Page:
If you have a computer, I suggest starting with a general Google Search; I did just that and as a result I found some contacts for you, in the event you do not have access to a computer. Katie Mack, is an Astrophysicist who welcomes general questions about physics, astronomy and the Universe can be sent to questions at astro-katie on line; professors at a local college or University may also be a resource if you reach out directly to them through the school network. I also went to the National Aeronautics and Space Administration website, there is an "Ask an Astrophysicist" section you can ask 1 question per email and no more than 1 question per week (expect at least 2-weeks for a response).
Good luck to you!
I wish I knew an astrophysicist to refer you to!
I do have a couple of suggestions for you since I believe you are not far from Toronto.
The University of Toronto has an astronomy and astrophysics department and they do have events which wood put you in contact with the people in the know!
Here are two links:
Best of luck in your journey,
I'll preface this with a note that most of the answers depend on what exact role you end up in within astrophysics. Perhaps the largest career path for astrophysicists is research work within a university or national lab environment, on a pathway along the lines of degree>PhD>postdoc researcher>academic faculty. However, astrophysicists can also find other kinds of roles; those with more of a leaning towards hands-on technical work might end up working more directly with instrumentation and equipment for example at a large observatory; while those leaning more toward public-facing areas often find work in science communication, at public observatories, planetariums or in the media. Also, like myself, an astrophysicist can also find work in many other areas of physics. The specifics of each of the different roles an astrophysicist might take can be quite different, but for a brief overview:
What you do day-to-day:
I recommend looking up "Dr Becky" on YouTube - Dr Smethurst is an early-career astrophysicist at Oxford, UK, who also does some great videos explaining astrophysics news and her work. See "A day in the life of an Oxford University Astrophysicist"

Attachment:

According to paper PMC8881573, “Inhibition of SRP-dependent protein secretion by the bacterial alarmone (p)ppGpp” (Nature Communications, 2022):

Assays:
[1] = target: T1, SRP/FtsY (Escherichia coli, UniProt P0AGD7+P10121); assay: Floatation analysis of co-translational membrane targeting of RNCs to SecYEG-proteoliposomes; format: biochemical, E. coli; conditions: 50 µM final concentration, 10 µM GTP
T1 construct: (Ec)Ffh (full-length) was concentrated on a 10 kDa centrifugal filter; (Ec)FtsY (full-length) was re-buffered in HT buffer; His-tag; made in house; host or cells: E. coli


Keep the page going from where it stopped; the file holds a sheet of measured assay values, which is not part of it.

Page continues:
The question has also been asked before on here: https://www.careervillage.org/questions/647194/what-are-your-day-to-day-goals-as-an-astronomer
For more instrument-focused astrophysicists, the day to day might be more about operating, configuring and maintaining the equipment, and probably sounds a lot like the sorts of things I do day-to-day (which I've described on https://www.careervillage.org/questions/756803/what-does-a-typical-day-look-like-as-a-physicist and https://www.careervillage.org/questions/727260/what-is-a-typical-day-in-the-life-of-a-physicist)
Most scientific roles are somewhat flexible. Many places do still have expected office hours, but especially in a post-pandemic world, some degree of hybrid working is often an option, and reasonable requests to change your hours to fit around other commitments are usually accommodated. Of course, there can also be times where the flexibility works the other way - especially for things like telescope time. The large facilities are usually fully booked out and if you do end up having to spend time in the field at an observatory, you have to work around the time slots you're given - which can mean you have to long night shifts out in the cold at an observatory in the middle of nowhere.
Use of science/maths:
Of course, there's a lot of science and mathematics used, and some can be quite dry and abstract. The exact subjects used will depend on what area of astrophysics you go into. Relativity plays a big part in long-term cosmology and in extreme stars and galaxies - so the maths taking vectors onward to tensors is important there. Stellar structure can involve some quite in-depth magnetohydrodynamics. Understanding the fundamentals of what's going on in plasmas and nuclear astrophysics can involve a lot of quantum mechanics and some very heavy maths with that. Anything observationally you need to think about where it is in the sky so handling and converting polar co-ordinates is key.
Depends on the task. Generally a lot of tasks are individual work, but there will be colleagues and supervisors working in similar areas so you're rarely completely on your own; and you'll need to play a role as part of the larger team; bouncing ideas off each other, checking each others work, etc. Some tasks can also be more direct groupwork, especially for larger tasks that need more expertise than just one person has.
Depends on role and seniority. Often junior researchers do more of the grunt-work in research and data management tasks; while as you gain seniority, you get dragged into more meetings, project management, and personnel management and away from doing "actual" science. As a rough guide, I think meetings probably eat away 10-20% of time. Unless you specialise in public engagement, advertising isn't really something you do. The majority of the time is research work of various kinds; a mix of literature-based research; data analysis, calculations, programming, report writing, and proposal writing. As to outside vs inside - most research astrophysicists are in a university office the vast majority of the time, and "outside" time is only at an occasional conference maybe. However, observational astrophysicists might spend more time outdoors at an observatory. For many this is probably only a few times a year when they get observatory time. Of course these places do outdoors observational work more regularly, although this is likely to be done by technicians rather than fully qualified astrophysicists, and the astrophysicists only attend for particularly important setup tasks or key observations.